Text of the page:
The findings observed in this study are consistent with previous studies comparing the LIC and TBR models.7-10 Students from the LIC group reported feeling more confident in their ability to connect with patients and perform a thorough examination. We believe this attitude is the result of the close relationships formed between the students and their patients.

Despite the proven international efficacy of the program and the benefits mentioned above, we encountered significant difficulties in integrating the LIC model in the academic curriculum. The involvement of community health facilities requires substantial resources for the recruitment of physicians and students, providing and funding transportation solutions for students, and creating an academic and administrative support system for the entire program. We believe that the success of our pilot can be greatly attributed to the longstanding relationships and cooperation between the institutions involved and their shared commitment to improving medical education and healthcare.

The program's duration can be seen as a limitation of this study. Although it represented a significant portion of the academic year, the nine-week implementation of our LIC model was of limited duration compared to other programs that have been studied around the world.3,5,11 We believe that this obstacle, along with the relatively small total questionnaires collected, provides a possible explanation for the lack of statistical significance for many of our variables.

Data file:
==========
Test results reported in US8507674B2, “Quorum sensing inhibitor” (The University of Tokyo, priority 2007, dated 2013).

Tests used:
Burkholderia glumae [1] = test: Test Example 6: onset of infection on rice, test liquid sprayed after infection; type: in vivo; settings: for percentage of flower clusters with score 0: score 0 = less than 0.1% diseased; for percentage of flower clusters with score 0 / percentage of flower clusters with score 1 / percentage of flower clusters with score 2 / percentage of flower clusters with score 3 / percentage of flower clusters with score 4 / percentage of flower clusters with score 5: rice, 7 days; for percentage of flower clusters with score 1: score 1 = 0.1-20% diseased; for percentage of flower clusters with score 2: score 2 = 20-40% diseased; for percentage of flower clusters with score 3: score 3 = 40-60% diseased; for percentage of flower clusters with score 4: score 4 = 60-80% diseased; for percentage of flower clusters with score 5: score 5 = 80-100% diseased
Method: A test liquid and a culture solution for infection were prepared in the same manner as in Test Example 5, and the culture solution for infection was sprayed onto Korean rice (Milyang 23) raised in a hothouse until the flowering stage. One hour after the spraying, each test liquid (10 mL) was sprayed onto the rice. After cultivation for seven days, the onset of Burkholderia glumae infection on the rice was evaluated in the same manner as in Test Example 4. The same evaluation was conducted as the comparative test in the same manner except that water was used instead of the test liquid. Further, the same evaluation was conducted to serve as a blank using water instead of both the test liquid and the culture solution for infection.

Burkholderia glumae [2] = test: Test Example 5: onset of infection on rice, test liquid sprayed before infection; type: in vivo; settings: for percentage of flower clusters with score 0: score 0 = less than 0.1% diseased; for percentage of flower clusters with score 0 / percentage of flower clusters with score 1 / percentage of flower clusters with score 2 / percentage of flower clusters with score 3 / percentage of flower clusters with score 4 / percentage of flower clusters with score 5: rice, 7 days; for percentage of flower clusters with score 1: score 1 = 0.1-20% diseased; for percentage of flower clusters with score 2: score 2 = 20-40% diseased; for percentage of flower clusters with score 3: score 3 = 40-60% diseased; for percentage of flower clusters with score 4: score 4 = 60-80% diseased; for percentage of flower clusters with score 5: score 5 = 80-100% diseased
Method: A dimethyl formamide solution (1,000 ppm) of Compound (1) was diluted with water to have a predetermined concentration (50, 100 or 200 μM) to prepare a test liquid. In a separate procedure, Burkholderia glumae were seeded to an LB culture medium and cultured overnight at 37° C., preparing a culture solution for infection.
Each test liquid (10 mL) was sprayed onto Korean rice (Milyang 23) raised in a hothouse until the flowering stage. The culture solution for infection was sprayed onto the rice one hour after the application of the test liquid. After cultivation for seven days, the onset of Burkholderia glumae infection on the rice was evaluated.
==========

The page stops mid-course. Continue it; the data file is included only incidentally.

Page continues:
At their core, LIC programs aim to improve medical students' education, professional development, and satisfaction. Compared to TBR students, students in the LIC program showed increased clinical confidence and fulfillment. By increasing students' commitment and understanding of both the patients and the medical system, LIC programs worldwide develop physicians who are better prepared and more patient-oriented. We believe that our results reinforce the growing literature supporting LIC programs as credible and effective pedagogical alternatives to traditional models of medical education.

Finally, we wish to share the words of Y.G., one of the students who volunteered to participate in the LIC pilot: "It was an excellent experience. I got to know people in a human way, not from "above" as an official doctor would. The most important thing for me is that the LIC program succeeded in restoring my joy in studying medicine. It reminded me why I came to medical school in the first place."

Conflicts of Interest

The authors declare that they have no conflict of interest.